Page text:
Sergio Antonio Herrera

Mercosur Schengen, the pending issue

Sergio Antonio Herrera

Mercosur Schengen, the pending issue

In the interview to the national director of Tourism of Uruguay, Roque Baudean, we can see in this same edition that the hierarch makes a categorical definition about the Mercosur meetings stating that they are “a waste of time”. For more than three decades, this has been a recurrent opinion that reflects the full conviction of the different actors of the activity in the region. It is a blunt disqualification of the actions of the hundreds of members of the inefficient commissions of the bloc that have met -in view of the results-, “pour la galerie”.

So then? Perhaps we should all take this unappealable diagnosis as our banner and rebel, or not?

How long are we going to accept that in order to cross a land border in our region we have to endure unbelievable delays of hours and hours in environments that are not regularly prepared to provide minimum comfort services to the crowds that congregate there?

What is the reason why a “regional tourist bus” category has not yet been created, with units registered with special license plates indicating that they are qualified to transport different types of passengers, that is, to enter with a list of passengers and leave the country with another one, thus facilitating the operation of circuits as is done in Europe, for example, where the passenger may choose to buy segments of the different itineraries and not the whole of them?

When are we going to agree to grant the “Mercosur visa” to the extra-regional citizens who must apply for it and thus put an end to the unusual practice that some people, depending on their origin, must apply for it in several countries?

Has no one thought of a way to speed up customs and immigration procedures at land borders by using biometrics, as is being done at airports?


It is on the cover of all marketing books that tourists who undertake transoceanic trips do so mainly to visit several destinations. It is hard to believe that a Japanese, Korean or Chinese traveler arrives only to Buenos Aires, Rio de Janeiro or Asuncion.

As a bloc, beyond the past marketing blunders, we should try to sell “the Mercosur package”, shouldn't we?

Then, how can we propose attractive products in terms of duration, ease and attractiveness, if we cannot guarantee the free transit of goods and people and eliminate bureaucratic obstacles?

Forget the States

The regional TOURISM business associations should once and for all structure a plan similar to the one used by European tour operators, present it as a bloc to each of the Mercosur governments and start a progressive publicity campaign that will go through the stages of: a) disclosure, b) promotion, and as time goes by and, as we think, no resolutions are forthcoming, move on to c) claims: (a) disclosure, (b) promotion, and as time goes by and as we think, the resolutions do not appear, move on to (c) claim and if inaction persists, arrive at (d) and like it or not like it, move directly to publicly expose the sectors and officials who have not fulfilled their responsibility. All this time has shown that tourism can no longer wait for the political class if it wants a Mercosur somehow similar to the Schengen Area.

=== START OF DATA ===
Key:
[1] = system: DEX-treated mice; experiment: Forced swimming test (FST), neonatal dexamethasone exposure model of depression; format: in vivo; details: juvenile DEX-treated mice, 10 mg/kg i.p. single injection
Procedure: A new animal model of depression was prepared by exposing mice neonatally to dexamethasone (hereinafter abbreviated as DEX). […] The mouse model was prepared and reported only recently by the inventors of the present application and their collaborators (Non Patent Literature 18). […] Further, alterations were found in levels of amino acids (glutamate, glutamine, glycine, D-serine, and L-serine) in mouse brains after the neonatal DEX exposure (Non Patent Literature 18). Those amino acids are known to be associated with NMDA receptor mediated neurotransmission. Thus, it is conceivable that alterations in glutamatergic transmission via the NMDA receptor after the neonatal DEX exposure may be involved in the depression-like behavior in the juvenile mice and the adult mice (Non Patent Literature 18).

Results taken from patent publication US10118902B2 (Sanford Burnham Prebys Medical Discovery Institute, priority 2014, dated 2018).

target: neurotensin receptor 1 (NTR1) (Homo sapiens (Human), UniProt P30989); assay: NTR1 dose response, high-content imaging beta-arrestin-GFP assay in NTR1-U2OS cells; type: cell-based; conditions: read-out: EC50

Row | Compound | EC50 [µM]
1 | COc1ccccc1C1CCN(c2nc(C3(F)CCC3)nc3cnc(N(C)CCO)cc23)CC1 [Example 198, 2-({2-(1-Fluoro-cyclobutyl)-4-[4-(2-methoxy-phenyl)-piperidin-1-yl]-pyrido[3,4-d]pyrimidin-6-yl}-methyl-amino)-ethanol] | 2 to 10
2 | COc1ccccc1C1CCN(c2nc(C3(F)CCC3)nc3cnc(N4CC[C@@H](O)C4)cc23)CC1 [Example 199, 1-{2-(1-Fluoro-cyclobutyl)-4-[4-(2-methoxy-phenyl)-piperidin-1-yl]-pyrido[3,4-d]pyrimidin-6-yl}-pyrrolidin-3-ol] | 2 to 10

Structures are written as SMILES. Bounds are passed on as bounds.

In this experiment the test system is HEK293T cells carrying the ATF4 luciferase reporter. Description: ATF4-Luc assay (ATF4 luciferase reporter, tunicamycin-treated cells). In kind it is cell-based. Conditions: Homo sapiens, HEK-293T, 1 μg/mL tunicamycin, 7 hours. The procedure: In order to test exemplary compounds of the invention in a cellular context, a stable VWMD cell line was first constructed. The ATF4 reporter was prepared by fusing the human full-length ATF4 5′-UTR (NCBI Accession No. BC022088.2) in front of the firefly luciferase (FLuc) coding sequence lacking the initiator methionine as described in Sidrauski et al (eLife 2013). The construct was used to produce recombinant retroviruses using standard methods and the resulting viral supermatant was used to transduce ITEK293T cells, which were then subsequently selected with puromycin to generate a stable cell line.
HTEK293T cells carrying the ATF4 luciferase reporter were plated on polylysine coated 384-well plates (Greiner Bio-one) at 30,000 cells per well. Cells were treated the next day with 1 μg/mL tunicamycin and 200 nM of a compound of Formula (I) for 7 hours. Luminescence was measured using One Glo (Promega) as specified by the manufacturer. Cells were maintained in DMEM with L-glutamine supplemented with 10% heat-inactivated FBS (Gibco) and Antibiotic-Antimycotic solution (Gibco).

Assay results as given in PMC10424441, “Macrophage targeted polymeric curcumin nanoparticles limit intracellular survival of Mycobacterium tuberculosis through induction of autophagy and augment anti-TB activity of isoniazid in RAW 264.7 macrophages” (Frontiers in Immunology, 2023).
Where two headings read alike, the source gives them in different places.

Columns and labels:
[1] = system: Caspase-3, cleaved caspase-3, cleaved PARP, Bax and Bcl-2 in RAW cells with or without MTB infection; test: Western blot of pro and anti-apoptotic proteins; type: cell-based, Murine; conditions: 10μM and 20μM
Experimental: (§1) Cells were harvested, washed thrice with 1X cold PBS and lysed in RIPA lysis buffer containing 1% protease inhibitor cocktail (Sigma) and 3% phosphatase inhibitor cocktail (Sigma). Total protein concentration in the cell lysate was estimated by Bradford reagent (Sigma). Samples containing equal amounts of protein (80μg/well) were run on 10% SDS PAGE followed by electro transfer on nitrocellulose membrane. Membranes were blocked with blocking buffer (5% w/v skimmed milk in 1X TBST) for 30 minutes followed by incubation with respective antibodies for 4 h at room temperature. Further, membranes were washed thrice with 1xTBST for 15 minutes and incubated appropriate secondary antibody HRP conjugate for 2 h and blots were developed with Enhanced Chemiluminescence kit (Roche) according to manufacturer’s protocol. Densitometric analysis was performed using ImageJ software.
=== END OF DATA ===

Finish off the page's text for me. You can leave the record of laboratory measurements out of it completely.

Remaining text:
The Schengen Area

It aims to allow residents of the European Union (EU) to travel across the internal borders of its member countries without having to pass controls or show their passports."

Any person, regardless of nationality, will be able to cross the borders of Schengen member countries without having to pass through controls.

Less paperwork. Under current legislation, the agreement requires only the National Identity Document (DNI) to be able to leave and return to and from Schengen countries, which translates into time savings and greater practicality for travel and enjoyment.

Schengen involves cooperation between member countries that supports cultural exchange while achieving better relations. Thanks to this, a common framework is established to ensure the security of European citizens and institutions.


The Schengen area has become essential for migration and a model to be followed by the rest of the countries in the world due to the more humane treatment it offers at borders.

It saves time, exchanges knowledge, develops new business models and fosters transnational relations. According to European Commission data, 3.5 million people cross the internal borders of the Schengen area every day, and thanks to the agreement, waiting time at border controls will be reduced and transfers between member countries will be encouraged. Greater police cooperation and the strengthening of human rights. With this, Europe guarantees freedom of mobility, citizens' trust in Europe and cross-border solidarity.

Author: Sergio Antonio Herrera

Director of PDA Media & Consulting, of the Portal of America

The authors are responsible for the choice and presentation of the facts contained in this document and for the opinions expressed therein, which are not necessarily those of Tourism and Society Think Tank and do not commit the Organization, and should not be attributed to TSTT or its members.

This site uses cookies from Google to deliver its services and to analyze traffic. Information about your use of this site is shared with Google. By using this site, you agree to its use of cookies.